Bunny Roger by Sam Muston
Illustration by Fernando Monroy
After a false start in politics, Samuel Muston decided to become a journalist and writer, first on the The Independent Newspaper, where he was, successively, feature writer and then deputy editor of the Saturday Magazine, and then at MR PORTER, where he is deputy editor.
Bunny Roger didn’t so much defy convention as eviscerate it. In his eighty-six years of life he was an aesthete and businessman; a muscular homosexualist and a dandy with a 29-inch waist; a couturier and war hero; avaricious and the greatest giver of parties in the later part of the twentieth century. He dedicated a large part of his life to having a nice time and who can blame him for that – for he was never dull.
His early life followed the well-trodden path of the pre-war heir: the nannies, the cooks, the country house weekends, the knighthood for his father the Abedonian industrialist, Alexander Roger, and the supporting cast of lugubrious butlers and assorted hangers-on. Naturally he went up to Oxford; naturally he was sent down for “unnatural practices”.
A notorious spendthrift “who charged everything to Fortnums”, when he was sent down from Balliol College, Oxford he left with little rancour. He had spent most of his time trying to dance the Charleston with rugby blues of varying levels of obligingness and passing time in the company of “lesbian tarts and joyboys,” as Evelyn Waugh peevishly called them, after his conversion to Roman Catholicism, itself precipitated by a falling out with his own wife and his falling in love with someone else’s.
In possession of a fortune and in search of a purpose, he took the advice of his friend Edward Molyneux and opened a dress-making shop on Great Newport Street in 1937. It was done out in Regency Gothic. He soon had a devoted clientele by means of a simple wheeze – he sent invitations to his shows to everyone in the current issue of Tatler, with the hand-written addendum, “Mary asked me to send you this”. Everyone knew a Mary. The Duchess of Kent and Ms Vivien Leigh were fast friends.
That particular party was disturbed by Hitler’s invasion of Poland. Though Roger even managed to perk up the Second World War. His fearlessness was unbridled and manifold. He enthusiastically joined the Rifle Brigade and saw service as an officer in North Africa and Italy where he led his company into battle while heavily rouged and wearing a mauve scarf.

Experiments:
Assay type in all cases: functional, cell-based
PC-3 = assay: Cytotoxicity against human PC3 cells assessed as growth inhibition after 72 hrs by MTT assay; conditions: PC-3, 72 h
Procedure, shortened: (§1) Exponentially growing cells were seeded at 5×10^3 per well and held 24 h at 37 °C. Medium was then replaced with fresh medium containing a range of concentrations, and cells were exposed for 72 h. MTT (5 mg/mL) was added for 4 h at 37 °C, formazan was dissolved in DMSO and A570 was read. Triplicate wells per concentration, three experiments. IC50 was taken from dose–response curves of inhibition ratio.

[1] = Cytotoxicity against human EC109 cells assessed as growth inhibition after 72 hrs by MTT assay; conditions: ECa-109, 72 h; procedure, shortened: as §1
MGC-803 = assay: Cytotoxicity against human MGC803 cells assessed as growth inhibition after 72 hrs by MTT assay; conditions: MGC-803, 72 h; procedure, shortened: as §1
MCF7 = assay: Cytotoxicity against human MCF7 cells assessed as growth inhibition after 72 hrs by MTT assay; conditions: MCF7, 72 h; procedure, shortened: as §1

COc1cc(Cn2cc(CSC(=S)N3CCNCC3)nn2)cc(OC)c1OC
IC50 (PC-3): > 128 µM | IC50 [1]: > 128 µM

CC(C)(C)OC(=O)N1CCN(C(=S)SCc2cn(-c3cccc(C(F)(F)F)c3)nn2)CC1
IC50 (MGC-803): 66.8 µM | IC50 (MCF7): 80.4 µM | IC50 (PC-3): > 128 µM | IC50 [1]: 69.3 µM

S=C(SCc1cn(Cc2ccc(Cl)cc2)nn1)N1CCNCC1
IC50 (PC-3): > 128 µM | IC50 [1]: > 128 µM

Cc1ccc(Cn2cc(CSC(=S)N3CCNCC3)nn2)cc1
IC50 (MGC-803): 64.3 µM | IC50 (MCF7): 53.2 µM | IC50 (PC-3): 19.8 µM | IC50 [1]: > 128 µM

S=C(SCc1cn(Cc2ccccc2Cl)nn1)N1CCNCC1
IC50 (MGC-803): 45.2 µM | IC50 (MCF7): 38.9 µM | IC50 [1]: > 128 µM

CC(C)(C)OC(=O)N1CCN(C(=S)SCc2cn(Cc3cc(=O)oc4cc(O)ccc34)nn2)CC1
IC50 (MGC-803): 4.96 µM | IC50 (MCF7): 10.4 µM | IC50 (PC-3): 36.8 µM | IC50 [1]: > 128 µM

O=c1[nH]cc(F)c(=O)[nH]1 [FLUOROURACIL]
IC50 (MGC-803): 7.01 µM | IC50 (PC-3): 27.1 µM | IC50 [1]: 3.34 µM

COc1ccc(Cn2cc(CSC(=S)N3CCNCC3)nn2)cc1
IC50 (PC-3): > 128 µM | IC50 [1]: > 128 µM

He lived in no man’s shadow and to no one’s expectation, so when meeting a London acquaintance, also in uniform in the bloodied ruins of Monte Casino, and being asked, “Bun! What are you doing here?”. He replied acidily, “oh, shopping”. His bravery was famed amongst his men; he once entered a burning building to rescue an injured comrade. Describing the Italian Campaign, he wrote: “There were pieces of people flying past my nose and I thought, 'this is perfectly awful but not as bad as being at school'."
After the war, he settled down to spend his fortune, while also finding the time to invent the Capri trouser, revive the tightly cut Edwardian-style of suit and shrewdly invest in Hardie Amies, a course of action that nearly assuaged the ravages of his perpetual spending. His chosen method of divestment was the party. He announced himself on the post-war scene with his 1953 Coronation Ball, where he went as a bejeweled Queen Alexandra. Followed in 1956 with his fetish party where men in leather bondage gear and in high heels mingled with non-plussed aristocrats. That particular party provoked lip-smacking article in the Sunday People, and caused his father, then very much still alive, to explode in anger. Lady Roger, Bunny's mother, merely observed that it was extraordinary that a man could spend an entire night in high heels.
These extravaganzas grew only larger as Bunny aged. His diamond and amethyst balls for his 60th and 70th birthday drawing hundreds of friends. While for his 80th in 1991, he themed his party around “The Ball of Fire” and glided through his 300 guests in a sequined catsuit and organza case. He died in 1997 with no issue but left a couple of nice houses in Mayfair and Scotland.
He had no cause, he was no mascot, he was not the best of men, nor the worst, he was both avaricious and generous, but by the simple nature of his being he gave both pleasure and forced some small part of a hidebound English society to accept him by the simple expedient of not caring what they thought. He was a man of parts – and we were lucky to have him.
Fernando Monroy is a Mexican illustrator currently studying in México city. His work references pop culture, reflecting the work of photographers, designers and fashion. Out Magazine named him one of twenty young queer artists to watch.